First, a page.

“One of the best ways to use a windfall is to pay down high-interest debt,” Tretina said. “If you have credit card balances, the APRs can be well into the double digits, causing your balance to balloon. Using the windfall to wipe out the debt will help you save a significant amount on interest charges.” 

Set Aside Money for Savings and Emergency Fund

“Your windfall is a good opportunity to boost your savings and emergency funds, which I like to call ‘peace of mind fund,'” said Jeff Zhou, a personal finance expert and CEO of FigLoans. “You should have at least six months of expenses saved up, so you’ll be prepared in case you suddenly lose a job or face a medical need.”

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Contribute To Your HSA Fund and Retirement Funds 

You may be fantasizing about quitting your day job, but don’t sacrifice the tax-free perks that come with most salaried gigs, including a health savings account (HSA). 

“Contribute to, and fully fund an HSA if you have a health insurance policy that comes with a qualifying HSA,” said Tanya Peterson, vice president of brand with Freedom Financial Network. “Most contributions are tax-deductible, and if you pay for a qualifying medical expense with HSA funds, it’s tax-free (anytime in life). The tax bill of a few years ago did not directly affect HSAs. Those with an HSA still can contribute, earn interest and dividends, and distribute the funds, tax-free. Most states recognize HSA funds as tax-free, too, with a few exceptions, so it is best to consult a tax advisor for specifics.”

Those in receipt of financial windfalls should also beef up their contributions to their retirement funds. 

Refinance Your Mortgage

“If you own a house, plan to stay there for several years, and still have a high-interest mortgage, you can still refinance at excellent rates — if your credit is good enough to do so,” Peterson said.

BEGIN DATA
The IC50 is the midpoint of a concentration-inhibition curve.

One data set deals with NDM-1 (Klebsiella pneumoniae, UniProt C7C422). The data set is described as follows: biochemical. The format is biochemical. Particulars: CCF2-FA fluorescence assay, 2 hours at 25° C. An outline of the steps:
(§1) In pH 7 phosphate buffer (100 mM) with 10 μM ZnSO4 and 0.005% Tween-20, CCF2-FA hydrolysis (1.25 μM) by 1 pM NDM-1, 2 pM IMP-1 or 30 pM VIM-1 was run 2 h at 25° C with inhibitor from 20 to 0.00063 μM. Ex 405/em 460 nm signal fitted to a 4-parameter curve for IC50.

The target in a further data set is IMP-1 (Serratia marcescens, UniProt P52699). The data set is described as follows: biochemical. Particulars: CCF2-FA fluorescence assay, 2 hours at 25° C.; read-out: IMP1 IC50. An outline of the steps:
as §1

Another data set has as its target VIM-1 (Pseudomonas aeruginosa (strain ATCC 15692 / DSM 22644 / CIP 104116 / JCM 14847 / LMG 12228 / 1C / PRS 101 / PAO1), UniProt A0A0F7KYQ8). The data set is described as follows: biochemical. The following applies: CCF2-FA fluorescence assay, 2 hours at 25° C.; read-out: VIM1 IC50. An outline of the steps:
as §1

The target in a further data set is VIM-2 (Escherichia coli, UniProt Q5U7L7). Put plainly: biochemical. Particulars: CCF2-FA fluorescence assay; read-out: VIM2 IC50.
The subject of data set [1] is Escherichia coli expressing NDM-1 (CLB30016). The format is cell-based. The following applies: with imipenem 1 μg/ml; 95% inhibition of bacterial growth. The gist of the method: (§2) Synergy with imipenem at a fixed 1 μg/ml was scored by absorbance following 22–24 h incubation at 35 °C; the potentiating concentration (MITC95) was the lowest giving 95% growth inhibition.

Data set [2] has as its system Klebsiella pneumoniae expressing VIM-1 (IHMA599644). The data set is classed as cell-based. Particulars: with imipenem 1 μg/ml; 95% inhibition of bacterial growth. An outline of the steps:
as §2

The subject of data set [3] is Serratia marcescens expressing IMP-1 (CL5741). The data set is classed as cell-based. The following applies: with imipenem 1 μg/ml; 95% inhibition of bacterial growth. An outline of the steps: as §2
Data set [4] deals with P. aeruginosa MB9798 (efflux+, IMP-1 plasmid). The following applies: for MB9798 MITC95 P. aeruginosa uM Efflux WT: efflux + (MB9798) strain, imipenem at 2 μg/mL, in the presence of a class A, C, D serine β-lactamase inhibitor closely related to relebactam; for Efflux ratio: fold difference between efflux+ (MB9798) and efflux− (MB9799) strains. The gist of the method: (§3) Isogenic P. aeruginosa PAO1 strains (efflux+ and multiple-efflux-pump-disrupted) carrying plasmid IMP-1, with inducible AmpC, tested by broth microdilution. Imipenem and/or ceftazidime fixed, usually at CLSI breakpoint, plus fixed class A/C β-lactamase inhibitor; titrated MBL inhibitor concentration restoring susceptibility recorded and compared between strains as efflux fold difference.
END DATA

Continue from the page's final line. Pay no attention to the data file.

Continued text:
Give Yourself 10% To Spend 

“I always recommend that people set aside about 10% of their windfall for splurges, like a new smartphone or a nice dinner out,” Tretina said. “Setting aside some of the windfall prevents you from feeling deprived, so you’re more likely to use the rest of the money wisely to invest or pay off debt.”

Make an Investment Plan That Is Right for You

Investing most — or at least some — of your financial windfall is a must, but there’s no one-size-fits-all answer for everyone. It really depends on your situation. This is where the expertise of a financial advisor can be useful. With this professional, you’ll want to map out a plan that will benefit you and your family (if applicable) for the long haul. 

That said, you should always aim for a diversified portfolio. 

“Some of the best ways to grow your money are to invest it in stocks, bonds, mutual funds, real estate, and physical precious metals,” Zhou said. “Have a good mix of investment assets in your portfolio and think about long-term gains. For instance, stocks can give good returns, but when the economy is down, having gold and silver in your portfolio gives your investments a hedge.”

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About the Author

Nicole Spector is a writer, editor, and author based in Los Angeles by way of Brooklyn. Her work has appeared in Vogue, the Atlantic, Vice, and The New Yorker. She's a frequent contributor to NBC News and Publishers Weekly. Her 2013 debut novel, "Fifty Shades of Dorian Gray" received laudatory blurbs from the likes of Fred Armisen and Ken Kalfus, and was published in the US, UK, France, and Russia — though nobody knows whatever happened with the Russian edition! She has an affinity for Twitter.